The forelegs are straight, with sufficient spring to the slightly sloping pasterns.


 The body is firm. The ribs are well-sprung. The chest is deep, but not  narrow. The underline of the brisket flows gradually into the underline.

 The short back is straight and powerful. The firm loins are neither  long nor shallow. The croup is not short, nor does it slope excessively.


 The powerful, well-muscled hindquarters have good bone. Stifle angulation is normal, without exaggeration.


 The hock is moderately angled, enough so that the rear pastern is  perpendicular to, or slightly less than, the ischium. There are no  dewclaws on the hind legs.


 The feet have well-arched, close-knit toes. The pads are firm and dark. The nails are black.


 When at rest, the tail hangs straight or is gently curved, reaching to  the level of the hock. When the dog is in action, the tail is carried  gracefully upwards. It never curls up over the back nor falls sideways.

 Faults: Curled tail. Docked tail.



 The outer coat is rather hard, smooth, and close-lying all over the body A too-short coat is not desired. There is a woolly undercoat. A ruff,  trousers, and feathered tail are clearly evident.


 The long, sturdy hair is straight and close-lying all over the body There are no curls or waves. There is a woolly undercoat.

 The head, ears, feet, and the hind legs below the hock are covered with  short, dense hair. There is no feathering on the ears. The back of the  forelegs are feathered, which gets shorter toward the feet.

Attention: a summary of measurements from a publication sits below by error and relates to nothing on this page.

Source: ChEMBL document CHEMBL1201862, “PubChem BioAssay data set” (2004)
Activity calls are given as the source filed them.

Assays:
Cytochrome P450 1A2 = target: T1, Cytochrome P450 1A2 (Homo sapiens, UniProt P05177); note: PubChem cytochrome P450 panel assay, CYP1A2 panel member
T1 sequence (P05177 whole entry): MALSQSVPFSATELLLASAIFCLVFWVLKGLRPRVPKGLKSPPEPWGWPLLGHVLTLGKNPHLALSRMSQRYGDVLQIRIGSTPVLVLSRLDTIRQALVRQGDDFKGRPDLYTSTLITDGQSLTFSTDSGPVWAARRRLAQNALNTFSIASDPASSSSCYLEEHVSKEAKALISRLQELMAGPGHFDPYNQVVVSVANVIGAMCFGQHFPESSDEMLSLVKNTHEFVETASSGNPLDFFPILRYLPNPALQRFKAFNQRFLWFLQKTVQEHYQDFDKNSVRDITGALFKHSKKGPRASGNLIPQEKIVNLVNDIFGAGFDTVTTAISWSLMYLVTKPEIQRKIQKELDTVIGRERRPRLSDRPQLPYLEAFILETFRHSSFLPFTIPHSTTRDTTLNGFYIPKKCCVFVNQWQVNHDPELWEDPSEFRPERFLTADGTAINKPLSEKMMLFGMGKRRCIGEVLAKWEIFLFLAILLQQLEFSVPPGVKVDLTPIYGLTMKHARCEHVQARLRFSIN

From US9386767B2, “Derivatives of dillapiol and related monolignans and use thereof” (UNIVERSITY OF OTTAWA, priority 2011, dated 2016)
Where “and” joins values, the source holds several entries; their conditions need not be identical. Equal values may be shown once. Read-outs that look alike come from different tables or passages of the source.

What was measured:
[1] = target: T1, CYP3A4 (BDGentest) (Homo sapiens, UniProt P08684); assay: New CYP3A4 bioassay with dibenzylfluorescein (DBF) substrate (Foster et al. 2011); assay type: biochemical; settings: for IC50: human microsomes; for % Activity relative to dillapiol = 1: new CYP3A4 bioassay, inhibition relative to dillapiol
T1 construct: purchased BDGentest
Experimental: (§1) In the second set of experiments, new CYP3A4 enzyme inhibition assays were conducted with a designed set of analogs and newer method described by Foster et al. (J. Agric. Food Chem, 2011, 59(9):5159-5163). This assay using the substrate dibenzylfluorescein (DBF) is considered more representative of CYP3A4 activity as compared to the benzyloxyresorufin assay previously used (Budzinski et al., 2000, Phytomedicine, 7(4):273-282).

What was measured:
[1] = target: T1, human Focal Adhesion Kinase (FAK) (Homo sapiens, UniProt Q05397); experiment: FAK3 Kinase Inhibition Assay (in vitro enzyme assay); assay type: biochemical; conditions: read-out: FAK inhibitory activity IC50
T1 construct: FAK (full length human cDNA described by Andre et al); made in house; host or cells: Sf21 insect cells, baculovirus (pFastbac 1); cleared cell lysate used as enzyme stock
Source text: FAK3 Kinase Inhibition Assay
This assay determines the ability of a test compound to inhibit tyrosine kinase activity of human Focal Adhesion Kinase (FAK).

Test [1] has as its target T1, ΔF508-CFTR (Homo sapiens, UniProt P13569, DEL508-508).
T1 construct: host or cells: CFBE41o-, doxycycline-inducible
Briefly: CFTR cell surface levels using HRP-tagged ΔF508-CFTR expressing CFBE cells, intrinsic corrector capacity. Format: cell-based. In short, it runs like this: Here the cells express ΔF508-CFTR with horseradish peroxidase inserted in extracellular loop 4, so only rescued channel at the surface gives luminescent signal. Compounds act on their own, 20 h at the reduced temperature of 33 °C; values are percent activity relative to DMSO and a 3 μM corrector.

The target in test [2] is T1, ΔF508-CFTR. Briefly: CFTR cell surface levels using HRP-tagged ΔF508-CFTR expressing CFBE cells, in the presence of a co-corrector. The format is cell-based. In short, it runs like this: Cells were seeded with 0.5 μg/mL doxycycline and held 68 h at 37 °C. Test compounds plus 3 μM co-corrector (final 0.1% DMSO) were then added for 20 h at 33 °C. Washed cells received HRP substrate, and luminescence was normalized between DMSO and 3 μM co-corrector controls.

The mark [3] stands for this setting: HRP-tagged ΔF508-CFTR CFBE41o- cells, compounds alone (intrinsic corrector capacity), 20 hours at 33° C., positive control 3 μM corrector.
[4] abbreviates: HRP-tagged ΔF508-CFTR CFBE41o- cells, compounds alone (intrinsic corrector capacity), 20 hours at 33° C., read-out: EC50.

The tail is well-covered with long hair.


 The entire body is covered with a rough, harsh, tousled outer coat.  There is a dense, woolly undercoat. The hair on the head forms eyebrows, which must be strong and off-standing. The hair on the cheeks and ears  is less strongly developed. Both the upper and lower lips must be  well-covered with hair, forming a moustache and a beard.

 Well-developed trousers are preferred. The tail is abundantly feathered.


 Must be brindle. Brindle is defined as a black or very dark streaked or  striped effect, with hairs of a lighter background color.

 Very small white accents may occur on the breast and/or on the feet.


 Brindle, on either brown or gray ground; and brindle all over the body,  including the collar, trousers, or tail. A black mask is preferred.


 Brindle, on either brown or gray ground; and brindle all over the body,  including the collar, trousers, or tail. A black mask is preferred.  Compared to the other coat types, the brindle is less pronounced in the  outer coat.

 Faults (all coat types): Too much white on the breast. Too much white on the feet. Wrong colors. Mis-markings.
Serious Faults: White stripes or white spots on any part of the body other than the breast or feet.


 Height range for males is from 22½ to 24½ inches. Height range for females is from 21½ to 23½ inches.


 Movement is smooth, supple, and normal. The legs are not brought forward in a tied way, neither floating not far-reaching.


 (A dog with a Disqualification must not be considered for placement in a conformation event, and must be reported to UKC.)
Unilateral or bilateral cryptorchid.
Viciousness or extreme shyness.
Solid black body patches.